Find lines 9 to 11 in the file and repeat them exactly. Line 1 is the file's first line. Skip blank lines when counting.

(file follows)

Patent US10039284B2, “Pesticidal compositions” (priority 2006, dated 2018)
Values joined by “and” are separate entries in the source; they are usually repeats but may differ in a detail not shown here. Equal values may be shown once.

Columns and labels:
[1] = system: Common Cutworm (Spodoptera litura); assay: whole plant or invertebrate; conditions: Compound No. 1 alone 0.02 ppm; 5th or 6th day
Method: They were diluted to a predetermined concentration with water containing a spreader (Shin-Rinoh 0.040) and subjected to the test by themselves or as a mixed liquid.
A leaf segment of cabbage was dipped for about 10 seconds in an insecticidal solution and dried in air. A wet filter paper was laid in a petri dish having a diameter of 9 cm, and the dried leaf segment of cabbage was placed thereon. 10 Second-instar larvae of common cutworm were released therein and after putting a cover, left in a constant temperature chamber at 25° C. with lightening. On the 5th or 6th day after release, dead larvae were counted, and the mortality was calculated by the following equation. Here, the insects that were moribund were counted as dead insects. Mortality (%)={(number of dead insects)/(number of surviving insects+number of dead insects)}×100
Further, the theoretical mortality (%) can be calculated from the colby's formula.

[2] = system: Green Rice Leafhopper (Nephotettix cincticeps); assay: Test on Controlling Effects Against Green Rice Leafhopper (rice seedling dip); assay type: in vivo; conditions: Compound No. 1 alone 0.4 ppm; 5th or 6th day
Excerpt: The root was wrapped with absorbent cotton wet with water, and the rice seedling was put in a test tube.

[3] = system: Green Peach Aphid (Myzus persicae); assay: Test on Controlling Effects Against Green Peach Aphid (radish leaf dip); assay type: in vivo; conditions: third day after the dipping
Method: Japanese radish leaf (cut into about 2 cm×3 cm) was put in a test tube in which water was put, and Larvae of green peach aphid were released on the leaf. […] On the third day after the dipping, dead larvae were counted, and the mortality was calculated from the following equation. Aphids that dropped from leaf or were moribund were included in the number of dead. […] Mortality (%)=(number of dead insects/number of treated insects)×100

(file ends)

Excerpt: The root was wrapped with absorbent cotton wet with water, and the rice seedling was put in a test tube.

[3] = system: Green Peach Aphid (Myzus persicae); assay: Test on Controlling Effects Against Green Peach Aphid (radish leaf dip); assay type: in vivo; conditions: third day after the dipping
Method: Japanese radish leaf (cut into about 2 cm×3 cm) was put in a test tube in which water was put, and Larvae of green peach aphid were released on the leaf. […] On the third day after the dipping, dead larvae were counted, and the mortality was calculated from the following equation. Aphids that dropped from leaf or were moribund were included in the number of dead. […] Mortality (%)=(number of dead insects/number of treated insects)×100